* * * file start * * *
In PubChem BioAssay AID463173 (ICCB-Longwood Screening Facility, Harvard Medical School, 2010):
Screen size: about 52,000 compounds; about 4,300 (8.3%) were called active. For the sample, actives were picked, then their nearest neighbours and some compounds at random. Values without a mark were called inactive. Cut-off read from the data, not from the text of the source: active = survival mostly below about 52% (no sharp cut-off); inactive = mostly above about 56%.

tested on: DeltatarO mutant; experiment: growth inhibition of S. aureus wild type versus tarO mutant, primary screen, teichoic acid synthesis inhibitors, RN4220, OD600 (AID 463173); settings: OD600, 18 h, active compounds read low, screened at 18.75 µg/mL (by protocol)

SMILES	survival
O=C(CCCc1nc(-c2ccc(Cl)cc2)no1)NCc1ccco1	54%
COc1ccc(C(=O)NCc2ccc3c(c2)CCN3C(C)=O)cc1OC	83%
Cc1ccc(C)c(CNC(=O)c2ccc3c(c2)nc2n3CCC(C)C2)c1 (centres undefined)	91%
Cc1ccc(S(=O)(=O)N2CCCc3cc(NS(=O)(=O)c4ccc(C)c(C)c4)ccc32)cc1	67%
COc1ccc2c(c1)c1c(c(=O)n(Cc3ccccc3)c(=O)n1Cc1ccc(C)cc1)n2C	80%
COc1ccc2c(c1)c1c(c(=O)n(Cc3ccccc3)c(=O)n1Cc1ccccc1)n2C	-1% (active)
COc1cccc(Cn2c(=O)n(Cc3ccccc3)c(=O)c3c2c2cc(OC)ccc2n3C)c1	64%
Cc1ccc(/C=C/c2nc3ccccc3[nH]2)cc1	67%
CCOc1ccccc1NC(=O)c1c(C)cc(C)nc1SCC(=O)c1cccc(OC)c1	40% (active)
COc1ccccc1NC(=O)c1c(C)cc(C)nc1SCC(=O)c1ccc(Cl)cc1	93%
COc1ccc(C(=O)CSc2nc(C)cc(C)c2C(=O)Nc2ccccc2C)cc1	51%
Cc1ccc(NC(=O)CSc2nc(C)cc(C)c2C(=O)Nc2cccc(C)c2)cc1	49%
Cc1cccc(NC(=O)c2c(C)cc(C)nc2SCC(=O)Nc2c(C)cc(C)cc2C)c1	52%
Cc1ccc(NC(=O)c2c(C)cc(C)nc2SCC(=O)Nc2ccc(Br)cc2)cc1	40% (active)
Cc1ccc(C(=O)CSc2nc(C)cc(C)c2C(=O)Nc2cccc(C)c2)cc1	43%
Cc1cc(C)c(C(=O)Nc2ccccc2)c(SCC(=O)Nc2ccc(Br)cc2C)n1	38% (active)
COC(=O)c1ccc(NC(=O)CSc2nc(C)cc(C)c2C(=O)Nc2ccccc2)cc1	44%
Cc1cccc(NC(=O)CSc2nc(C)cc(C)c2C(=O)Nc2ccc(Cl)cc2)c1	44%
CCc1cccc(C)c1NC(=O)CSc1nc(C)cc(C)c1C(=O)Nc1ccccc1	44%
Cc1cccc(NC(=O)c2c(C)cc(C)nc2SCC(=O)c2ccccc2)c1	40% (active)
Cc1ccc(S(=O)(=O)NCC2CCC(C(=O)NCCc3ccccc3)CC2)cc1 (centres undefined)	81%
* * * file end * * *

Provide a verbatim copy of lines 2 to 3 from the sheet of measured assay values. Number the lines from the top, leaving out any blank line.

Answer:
Screen size: about 52,000 compounds; about 4,300 (8.3%) were called active. For the sample, actives were picked, then their nearest neighbours and some compounds at random. Values without a mark were called inactive. Cut-off read from the data, not from the text of the source: active = survival mostly below about 52% (no sharp cut-off); inactive = mostly above about 56%.

tested on: DeltatarO mutant; experiment: growth inhibition of S. aureus wild type versus tarO mutant, primary screen, teichoic acid synthesis inhibitors, RN4220, OD600 (AID 463173); settings: OD600, 18 h, active compounds read low, screened at 18.75 µg/mL (by protocol)